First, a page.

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Coming to terms with your loss


By Jo Price


Losing someone close to you can be a life changing experience. Until quite recently I had been living in the comfort zone. I had never really lost anyone close to me (both my grandparents had died when I was too young to understand what was happening).


The first thing that struck me when I heard about a friend being killed was a huge sense of denial I rang his phone constantly for the next few days hoping that this had been some huge mistake a cruel joke, he would answer and we would laugh about it together.


It was the day that I receive a text message telling me that my message had been undeliverable that hit it me and I broke down in a way that I had never done before. It was then that I realise I would never be able to speak with him again. I suddenly felt so guilty about all those times I had missed his calls as I believed there was always tomorrow to talk.


I didn’t realise until my friend died that the loss of a loved one was a huge fear for me. A few years before my friend passed. I lost someone else very close to me. This was not through death it was the breakdown of a relationship.


Looking back I guess the methods I used to get over this loss helped me heal the suffering I felt about the death my friend. I spent time with people who loved and understood what I was going through. I talked it through and the pain eventually became easier to live with.



The breakdown of a relationship is in many ways similar to the death of a love one. You have to find away to cope with losing something and have to find a way to rebuild yourself.


Every day is a struggle and for many people you never get over the loss you just find away to carry on the best that you can. The key points below helped me to overcome and live with my loss.


Recovering from grief is a life changing and life long process. Only one thing is certain – we all have to go through it at some stage in our life.


Acknowledge your loss:


This is that you should come to realise that grief is part of life and accept the reality of it.  Denial is a defence mechanism. Cherish the times that you had with you loved one find healing in the fact that you had them in your life.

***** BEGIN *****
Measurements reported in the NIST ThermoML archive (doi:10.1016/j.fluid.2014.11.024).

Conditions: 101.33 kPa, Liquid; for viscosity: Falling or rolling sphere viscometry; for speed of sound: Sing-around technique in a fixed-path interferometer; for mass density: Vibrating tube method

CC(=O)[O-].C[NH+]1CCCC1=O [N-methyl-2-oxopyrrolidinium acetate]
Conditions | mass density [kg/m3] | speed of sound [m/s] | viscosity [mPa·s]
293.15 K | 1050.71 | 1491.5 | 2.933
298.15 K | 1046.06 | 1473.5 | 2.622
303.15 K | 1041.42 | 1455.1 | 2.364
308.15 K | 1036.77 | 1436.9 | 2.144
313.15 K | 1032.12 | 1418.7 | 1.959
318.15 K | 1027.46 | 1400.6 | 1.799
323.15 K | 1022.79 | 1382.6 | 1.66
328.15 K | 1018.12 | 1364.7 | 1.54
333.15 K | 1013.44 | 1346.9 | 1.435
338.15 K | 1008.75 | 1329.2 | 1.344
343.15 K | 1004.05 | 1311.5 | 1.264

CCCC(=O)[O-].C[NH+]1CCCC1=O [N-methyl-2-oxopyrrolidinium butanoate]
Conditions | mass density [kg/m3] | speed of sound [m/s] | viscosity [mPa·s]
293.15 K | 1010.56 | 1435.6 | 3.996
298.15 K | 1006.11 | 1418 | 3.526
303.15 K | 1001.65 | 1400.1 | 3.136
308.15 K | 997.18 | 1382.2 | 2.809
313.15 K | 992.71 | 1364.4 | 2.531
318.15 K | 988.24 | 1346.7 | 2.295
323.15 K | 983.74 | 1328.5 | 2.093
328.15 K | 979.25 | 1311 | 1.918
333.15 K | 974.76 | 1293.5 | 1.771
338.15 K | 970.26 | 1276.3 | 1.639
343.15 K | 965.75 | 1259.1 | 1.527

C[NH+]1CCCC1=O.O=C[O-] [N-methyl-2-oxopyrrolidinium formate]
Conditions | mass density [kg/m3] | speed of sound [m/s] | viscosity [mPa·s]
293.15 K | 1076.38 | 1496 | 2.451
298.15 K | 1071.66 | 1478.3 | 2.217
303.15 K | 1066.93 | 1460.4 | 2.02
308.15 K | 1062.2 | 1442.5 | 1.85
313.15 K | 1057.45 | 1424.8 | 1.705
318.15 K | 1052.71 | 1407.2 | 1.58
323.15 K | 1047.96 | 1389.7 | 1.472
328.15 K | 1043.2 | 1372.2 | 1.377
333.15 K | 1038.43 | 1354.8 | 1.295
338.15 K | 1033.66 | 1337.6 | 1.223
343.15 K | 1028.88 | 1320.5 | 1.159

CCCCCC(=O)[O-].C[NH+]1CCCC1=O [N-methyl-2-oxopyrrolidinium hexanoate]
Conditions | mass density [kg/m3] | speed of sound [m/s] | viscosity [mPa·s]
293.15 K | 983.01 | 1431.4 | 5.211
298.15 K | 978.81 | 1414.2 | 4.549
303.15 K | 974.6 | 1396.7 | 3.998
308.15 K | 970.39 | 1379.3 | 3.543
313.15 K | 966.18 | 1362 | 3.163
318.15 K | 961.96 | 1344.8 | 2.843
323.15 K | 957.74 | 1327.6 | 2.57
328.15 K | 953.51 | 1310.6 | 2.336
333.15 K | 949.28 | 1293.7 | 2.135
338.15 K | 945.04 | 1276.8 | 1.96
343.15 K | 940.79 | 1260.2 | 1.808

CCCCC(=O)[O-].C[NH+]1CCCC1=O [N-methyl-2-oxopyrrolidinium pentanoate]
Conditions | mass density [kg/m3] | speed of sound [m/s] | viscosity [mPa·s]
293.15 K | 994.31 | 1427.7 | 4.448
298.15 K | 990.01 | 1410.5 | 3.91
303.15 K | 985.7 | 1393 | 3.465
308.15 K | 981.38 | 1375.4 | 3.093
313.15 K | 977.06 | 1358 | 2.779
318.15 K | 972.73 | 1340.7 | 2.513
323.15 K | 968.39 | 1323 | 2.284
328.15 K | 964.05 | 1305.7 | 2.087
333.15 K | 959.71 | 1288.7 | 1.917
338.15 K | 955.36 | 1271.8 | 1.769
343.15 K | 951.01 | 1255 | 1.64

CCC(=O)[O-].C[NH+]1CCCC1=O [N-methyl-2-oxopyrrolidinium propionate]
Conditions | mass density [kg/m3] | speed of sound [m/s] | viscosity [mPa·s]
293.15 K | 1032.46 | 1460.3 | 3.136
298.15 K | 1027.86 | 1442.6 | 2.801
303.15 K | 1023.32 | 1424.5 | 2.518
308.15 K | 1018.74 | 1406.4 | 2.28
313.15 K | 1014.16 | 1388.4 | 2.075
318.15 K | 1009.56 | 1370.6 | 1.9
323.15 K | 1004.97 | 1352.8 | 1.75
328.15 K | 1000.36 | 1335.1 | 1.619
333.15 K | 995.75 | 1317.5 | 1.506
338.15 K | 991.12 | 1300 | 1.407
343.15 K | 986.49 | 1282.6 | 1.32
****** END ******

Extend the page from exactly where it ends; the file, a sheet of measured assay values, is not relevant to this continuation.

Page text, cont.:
Allow yourself to feel the grief:


If you haven't stopped to grieve, stop and give yourself the privilege to grieve. It is ok to cry.  Weeks after my friend had passed I saw someone who looked like him at the bust stop. My heart jumped and for a split second I forget he was no longer here. I broke down right there and then but it helped me to let it out. Don’t hold it in or it will destroy you.


Find a friend with whom to share your grief:

 This should be someone that will have empathy with you but will also encourage you. Someone who can help you to move forward.


Understand that time can lessen the pain but not always heal.

Emotional wounds just don't automatically go away. You have to work at it. Although time can heal emotional wounds, they don't have to continue to be a burden.  It is love, not time, that heals all wounds.


Look to see how others may benefit from your loss:

We should not waste our experiences, even the bad ones. By sharing, you help to heal the suffering cause by life’s challenges and help others to do the same.


Remember you must live your life the best way that you can.


Jo Price will be writing regular features on dating and relationship for The New Black.


Please e-mail views on this article to comments@thenewblackmagazine.com


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